Canada's economy resumed growing in November, expanding by 0.3 per cent from the month before, thanks mainly to increases in trade, manufacturing and oil and gas extraction.
The monthly growth follows no growth at all in October and a drop of 0.5 per cent in September, Statistics Canada reported Friday.
That growth figure matched the consensus expectation of economists, who noted that the gains were relatively broad-based, as goods-producing industries expanded by 0.4 per cent while service-producing industries rose by 0.2 per cent.
Wholesale and retail trade both grew, with wholesale trade surging by 1.3 per cent after contracting for four months in a row.
Manufacturing output also grew, rising 0.4 per cent in November. Factory output had fallen in both September and October.
"The bounce higher in November GDP was encouraging, although it still did not fully offset the 0.5 per cent decline in September that was followed by flat activity in October," noted RBC assistant chief economist Paul Ferley.
"Because of this earlier weakness and despite the solid increase in November, fourth-quarter GDP is likely to remain unchanged in the quarter," he said.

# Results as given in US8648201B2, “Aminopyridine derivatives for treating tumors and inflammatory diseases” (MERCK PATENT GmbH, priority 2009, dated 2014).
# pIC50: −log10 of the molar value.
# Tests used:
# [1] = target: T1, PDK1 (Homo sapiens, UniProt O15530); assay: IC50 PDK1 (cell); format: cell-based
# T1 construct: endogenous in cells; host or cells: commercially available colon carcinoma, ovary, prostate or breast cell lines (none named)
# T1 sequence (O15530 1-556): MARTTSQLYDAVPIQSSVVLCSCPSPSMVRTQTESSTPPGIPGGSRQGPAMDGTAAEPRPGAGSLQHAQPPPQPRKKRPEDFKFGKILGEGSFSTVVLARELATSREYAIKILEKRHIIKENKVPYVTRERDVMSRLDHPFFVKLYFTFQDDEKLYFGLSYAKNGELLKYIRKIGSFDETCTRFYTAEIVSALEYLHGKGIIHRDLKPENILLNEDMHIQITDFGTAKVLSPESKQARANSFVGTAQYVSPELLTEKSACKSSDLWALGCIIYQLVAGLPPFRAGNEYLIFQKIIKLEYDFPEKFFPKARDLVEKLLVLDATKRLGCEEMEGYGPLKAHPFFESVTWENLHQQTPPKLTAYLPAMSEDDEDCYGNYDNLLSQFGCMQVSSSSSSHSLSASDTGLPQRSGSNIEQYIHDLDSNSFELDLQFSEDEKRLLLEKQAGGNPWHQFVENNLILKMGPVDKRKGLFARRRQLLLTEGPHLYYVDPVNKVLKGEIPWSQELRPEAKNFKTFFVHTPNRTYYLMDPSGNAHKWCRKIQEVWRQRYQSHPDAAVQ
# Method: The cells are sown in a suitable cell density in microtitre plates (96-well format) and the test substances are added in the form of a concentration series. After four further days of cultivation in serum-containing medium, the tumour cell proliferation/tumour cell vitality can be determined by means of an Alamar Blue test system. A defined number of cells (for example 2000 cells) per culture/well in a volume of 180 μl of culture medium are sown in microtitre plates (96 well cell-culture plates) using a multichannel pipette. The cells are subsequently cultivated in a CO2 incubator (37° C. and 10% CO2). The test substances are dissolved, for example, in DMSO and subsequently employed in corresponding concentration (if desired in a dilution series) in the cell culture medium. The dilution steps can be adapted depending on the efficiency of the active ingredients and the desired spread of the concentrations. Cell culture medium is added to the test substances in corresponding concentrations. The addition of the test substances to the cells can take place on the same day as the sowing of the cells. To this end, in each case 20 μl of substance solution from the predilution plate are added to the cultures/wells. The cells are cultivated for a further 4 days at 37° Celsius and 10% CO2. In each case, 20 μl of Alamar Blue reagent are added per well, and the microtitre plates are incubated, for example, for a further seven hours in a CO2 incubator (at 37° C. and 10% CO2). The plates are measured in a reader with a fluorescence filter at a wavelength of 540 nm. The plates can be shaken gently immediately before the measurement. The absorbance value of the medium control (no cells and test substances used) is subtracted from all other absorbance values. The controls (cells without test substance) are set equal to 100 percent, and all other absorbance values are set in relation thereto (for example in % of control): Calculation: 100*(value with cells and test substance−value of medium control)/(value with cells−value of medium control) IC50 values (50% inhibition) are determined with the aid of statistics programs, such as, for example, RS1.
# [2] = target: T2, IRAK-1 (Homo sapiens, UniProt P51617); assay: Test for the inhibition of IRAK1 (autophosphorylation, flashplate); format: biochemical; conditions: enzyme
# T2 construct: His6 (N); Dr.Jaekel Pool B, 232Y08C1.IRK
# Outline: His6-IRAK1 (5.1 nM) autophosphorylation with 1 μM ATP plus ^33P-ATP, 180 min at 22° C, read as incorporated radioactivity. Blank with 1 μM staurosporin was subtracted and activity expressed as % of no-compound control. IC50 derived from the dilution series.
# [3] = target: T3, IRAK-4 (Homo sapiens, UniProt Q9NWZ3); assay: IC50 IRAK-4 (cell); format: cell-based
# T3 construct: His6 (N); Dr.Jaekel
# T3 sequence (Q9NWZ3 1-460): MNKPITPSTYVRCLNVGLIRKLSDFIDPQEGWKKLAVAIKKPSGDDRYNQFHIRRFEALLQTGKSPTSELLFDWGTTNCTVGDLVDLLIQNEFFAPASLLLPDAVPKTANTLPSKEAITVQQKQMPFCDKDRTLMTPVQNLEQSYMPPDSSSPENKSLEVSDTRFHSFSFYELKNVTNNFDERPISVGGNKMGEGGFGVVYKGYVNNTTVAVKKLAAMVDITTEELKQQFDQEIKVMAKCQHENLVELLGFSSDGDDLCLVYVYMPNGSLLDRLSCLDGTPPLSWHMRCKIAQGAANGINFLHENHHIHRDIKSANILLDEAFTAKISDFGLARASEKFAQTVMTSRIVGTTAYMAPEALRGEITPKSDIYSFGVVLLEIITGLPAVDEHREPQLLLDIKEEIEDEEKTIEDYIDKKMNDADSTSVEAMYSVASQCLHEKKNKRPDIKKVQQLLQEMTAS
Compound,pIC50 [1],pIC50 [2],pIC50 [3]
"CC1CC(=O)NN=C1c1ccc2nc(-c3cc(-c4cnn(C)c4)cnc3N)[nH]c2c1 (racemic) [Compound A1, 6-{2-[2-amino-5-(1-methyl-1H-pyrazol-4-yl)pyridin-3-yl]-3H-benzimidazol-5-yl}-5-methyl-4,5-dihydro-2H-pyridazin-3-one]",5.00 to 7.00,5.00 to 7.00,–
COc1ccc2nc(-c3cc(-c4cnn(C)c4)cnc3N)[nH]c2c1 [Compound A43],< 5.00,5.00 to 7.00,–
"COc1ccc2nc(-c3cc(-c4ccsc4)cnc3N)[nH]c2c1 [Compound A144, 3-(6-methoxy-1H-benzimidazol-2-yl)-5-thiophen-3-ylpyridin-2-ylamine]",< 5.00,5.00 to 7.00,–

Some economists were less than impressed by the return to growth.
"The underlying story remains an economy that is struggling to post sustainable growth — most vividly highlighted by the fact that GDP has risen a microscopic 0.2 per cent in the past 12 months combined," said BMO chief economist Douglas Porter in a morning commentary.
Amid all the gloom in the energy sector, this morning's GDP report said oil and gas extraction grew by 2.1 per cent in November. Non-conventional oil production rose 3.4 per cent as the industry continued to recover from a big drop in September caused by production difficulties and maintenance shutdowns.
David Madani, of Capital Economics, thinks November's growth was due, in part, to "what we believe was a very short-lived rebound in oil production." He thinks the Bank of Canada "will eventually have to cut interest rates again," because of the further slide in oil prices since December.
U.S. growth weakens
South of the border, the U.S. Commerce Department reported Friday that GDP in the final three months of the year slowed sharply to an annual growth rate of 0.7 per cent.
The weaker growth pace was in line with economists' expectations. It followed annualized growth of 2.0 per cent in the third quarter.
Analysts put much of the blame on a slowdown in consumer spending. It grew at an annual rate of 2.2 per cent, down from 3.0 per cent in the third quarter.
But many analysts said they expect the slowdown to be short-lived.
"The weak growth is temporary," said Nariman Behravesh, chief economist at IHS Global Insight. "This is not an early warning of something worse."